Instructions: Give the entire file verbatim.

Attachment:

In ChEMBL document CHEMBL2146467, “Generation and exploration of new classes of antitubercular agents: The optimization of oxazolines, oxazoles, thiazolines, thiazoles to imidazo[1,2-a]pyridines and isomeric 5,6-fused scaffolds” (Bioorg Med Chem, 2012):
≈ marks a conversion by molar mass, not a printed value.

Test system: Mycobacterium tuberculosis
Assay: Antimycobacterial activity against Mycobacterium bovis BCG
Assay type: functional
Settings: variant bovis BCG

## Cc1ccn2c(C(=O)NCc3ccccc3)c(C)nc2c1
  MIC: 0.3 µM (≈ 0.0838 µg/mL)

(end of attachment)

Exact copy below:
In ChEMBL document CHEMBL2146467, “Generation and exploration of new classes of antitubercular agents: The optimization of oxazolines, oxazoles, thiazolines, thiazoles to imidazo[1,2-a]pyridines and isomeric 5,6-fused scaffolds” (Bioorg Med Chem, 2012):
≈ marks a conversion by molar mass, not a printed value.

Test system: Mycobacterium tuberculosis
Assay: Antimycobacterial activity against Mycobacterium bovis BCG
Assay type: functional
Settings: variant bovis BCG

## Cc1ccn2c(C(=O)NCc3ccccc3)c(C)nc2c1
  MIC: 0.3 µM (≈ 0.0838 µg/mL)